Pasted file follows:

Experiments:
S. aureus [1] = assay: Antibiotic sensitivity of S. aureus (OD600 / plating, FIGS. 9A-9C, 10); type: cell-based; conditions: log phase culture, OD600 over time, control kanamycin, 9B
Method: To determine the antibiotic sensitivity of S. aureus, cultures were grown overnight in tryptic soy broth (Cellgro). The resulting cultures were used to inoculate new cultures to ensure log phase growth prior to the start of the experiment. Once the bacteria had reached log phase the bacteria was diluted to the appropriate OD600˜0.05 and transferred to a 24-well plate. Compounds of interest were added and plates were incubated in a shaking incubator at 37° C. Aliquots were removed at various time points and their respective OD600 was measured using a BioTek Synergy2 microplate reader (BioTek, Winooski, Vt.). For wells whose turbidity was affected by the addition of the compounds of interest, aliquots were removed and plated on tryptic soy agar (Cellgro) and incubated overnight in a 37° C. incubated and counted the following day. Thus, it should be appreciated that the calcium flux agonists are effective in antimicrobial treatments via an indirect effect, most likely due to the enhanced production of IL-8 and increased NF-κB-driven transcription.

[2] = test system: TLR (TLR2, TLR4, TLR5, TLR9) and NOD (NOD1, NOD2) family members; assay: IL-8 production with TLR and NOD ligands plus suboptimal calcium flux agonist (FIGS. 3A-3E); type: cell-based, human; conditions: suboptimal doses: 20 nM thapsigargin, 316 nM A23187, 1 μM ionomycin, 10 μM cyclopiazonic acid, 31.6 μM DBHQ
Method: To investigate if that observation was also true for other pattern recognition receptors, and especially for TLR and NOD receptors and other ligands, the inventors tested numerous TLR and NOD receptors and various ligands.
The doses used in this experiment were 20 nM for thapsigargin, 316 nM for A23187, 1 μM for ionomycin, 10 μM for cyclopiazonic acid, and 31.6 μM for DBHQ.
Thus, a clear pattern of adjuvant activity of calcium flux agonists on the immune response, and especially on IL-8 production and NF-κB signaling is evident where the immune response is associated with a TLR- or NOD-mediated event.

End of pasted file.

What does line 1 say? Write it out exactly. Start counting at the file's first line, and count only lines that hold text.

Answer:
Experiments: